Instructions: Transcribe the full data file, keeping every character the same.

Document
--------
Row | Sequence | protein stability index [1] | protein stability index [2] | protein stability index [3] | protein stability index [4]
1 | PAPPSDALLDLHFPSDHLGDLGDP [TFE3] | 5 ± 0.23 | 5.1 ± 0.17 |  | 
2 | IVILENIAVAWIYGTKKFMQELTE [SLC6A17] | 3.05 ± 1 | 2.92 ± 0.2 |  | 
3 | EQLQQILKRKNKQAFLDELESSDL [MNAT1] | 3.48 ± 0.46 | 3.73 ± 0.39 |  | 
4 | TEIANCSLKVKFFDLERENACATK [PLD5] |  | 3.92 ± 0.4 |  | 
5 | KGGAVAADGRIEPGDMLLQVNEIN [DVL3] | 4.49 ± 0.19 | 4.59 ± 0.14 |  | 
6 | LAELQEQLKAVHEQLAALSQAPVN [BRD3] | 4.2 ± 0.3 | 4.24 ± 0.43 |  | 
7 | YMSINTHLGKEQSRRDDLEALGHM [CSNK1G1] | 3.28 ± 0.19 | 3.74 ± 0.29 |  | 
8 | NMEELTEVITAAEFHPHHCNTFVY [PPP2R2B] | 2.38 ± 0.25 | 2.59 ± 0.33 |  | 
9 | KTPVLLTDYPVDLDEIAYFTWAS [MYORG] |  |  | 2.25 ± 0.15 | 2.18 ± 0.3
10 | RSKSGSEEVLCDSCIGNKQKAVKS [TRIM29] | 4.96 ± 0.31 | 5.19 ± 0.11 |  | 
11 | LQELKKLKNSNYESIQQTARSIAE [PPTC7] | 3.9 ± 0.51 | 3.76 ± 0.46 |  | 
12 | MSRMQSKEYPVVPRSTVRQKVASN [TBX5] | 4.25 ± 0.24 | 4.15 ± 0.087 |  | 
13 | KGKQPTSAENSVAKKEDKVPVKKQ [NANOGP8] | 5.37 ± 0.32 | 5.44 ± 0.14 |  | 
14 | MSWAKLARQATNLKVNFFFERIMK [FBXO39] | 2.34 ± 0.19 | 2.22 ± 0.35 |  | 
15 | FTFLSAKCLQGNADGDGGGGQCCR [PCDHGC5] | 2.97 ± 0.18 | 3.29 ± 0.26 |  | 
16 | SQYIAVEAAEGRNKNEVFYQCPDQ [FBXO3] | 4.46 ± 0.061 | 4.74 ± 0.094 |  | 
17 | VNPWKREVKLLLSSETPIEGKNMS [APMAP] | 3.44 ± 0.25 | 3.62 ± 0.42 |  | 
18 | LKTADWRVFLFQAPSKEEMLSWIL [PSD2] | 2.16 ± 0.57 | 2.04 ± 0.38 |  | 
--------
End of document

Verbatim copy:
Row | Sequence | protein stability index [1] | protein stability index [2] | protein stability index [3] | protein stability index [4]
1 | PAPPSDALLDLHFPSDHLGDLGDP [TFE3] | 5 ± 0.23 | 5.1 ± 0.17 |  | 
2 | IVILENIAVAWIYGTKKFMQELTE [SLC6A17] | 3.05 ± 1 | 2.92 ± 0.2 |  | 
3 | EQLQQILKRKNKQAFLDELESSDL [MNAT1] | 3.48 ± 0.46 | 3.73 ± 0.39 |  | 
4 | TEIANCSLKVKFFDLERENACATK [PLD5] |  | 3.92 ± 0.4 |  | 
5 | KGGAVAADGRIEPGDMLLQVNEIN [DVL3] | 4.49 ± 0.19 | 4.59 ± 0.14 |  | 
6 | LAELQEQLKAVHEQLAALSQAPVN [BRD3] | 4.2 ± 0.3 | 4.24 ± 0.43 |  | 
7 | YMSINTHLGKEQSRRDDLEALGHM [CSNK1G1] | 3.28 ± 0.19 | 3.74 ± 0.29 |  | 
8 | NMEELTEVITAAEFHPHHCNTFVY [PPP2R2B] | 2.38 ± 0.25 | 2.59 ± 0.33 |  | 
9 | KTPVLLTDYPVDLDEIAYFTWAS [MYORG] |  |  | 2.25 ± 0.15 | 2.18 ± 0.3
10 | RSKSGSEEVLCDSCIGNKQKAVKS [TRIM29] | 4.96 ± 0.31 | 5.19 ± 0.11 |  | 
11 | LQELKKLKNSNYESIQQTARSIAE [PPTC7] | 3.9 ± 0.51 | 3.76 ± 0.46 |  | 
12 | MSRMQSKEYPVVPRSTVRQKVASN [TBX5] | 4.25 ± 0.24 | 4.15 ± 0.087 |  | 
13 | KGKQPTSAENSVAKKEDKVPVKKQ [NANOGP8] | 5.37 ± 0.32 | 5.44 ± 0.14 |  | 
14 | MSWAKLARQATNLKVNFFFERIMK [FBXO39] | 2.34 ± 0.19 | 2.22 ± 0.35 |  | 
15 | FTFLSAKCLQGNADGDGGGGQCCR [PCDHGC5] | 2.97 ± 0.18 | 3.29 ± 0.26 |  | 
16 | SQYIAVEAAEGRNKNEVFYQCPDQ [FBXO3] | 4.46 ± 0.061 | 4.74 ± 0.094 |  | 
17 | VNPWKREVKLLLSSETPIEGKNMS [APMAP] | 3.44 ± 0.25 | 3.62 ± 0.42 |  | 
18 | LKTADWRVFLFQAPSKEEMLSWIL [PSD2] | 2.16 ± 0.57 | 2.04 ± 0.38 |  | 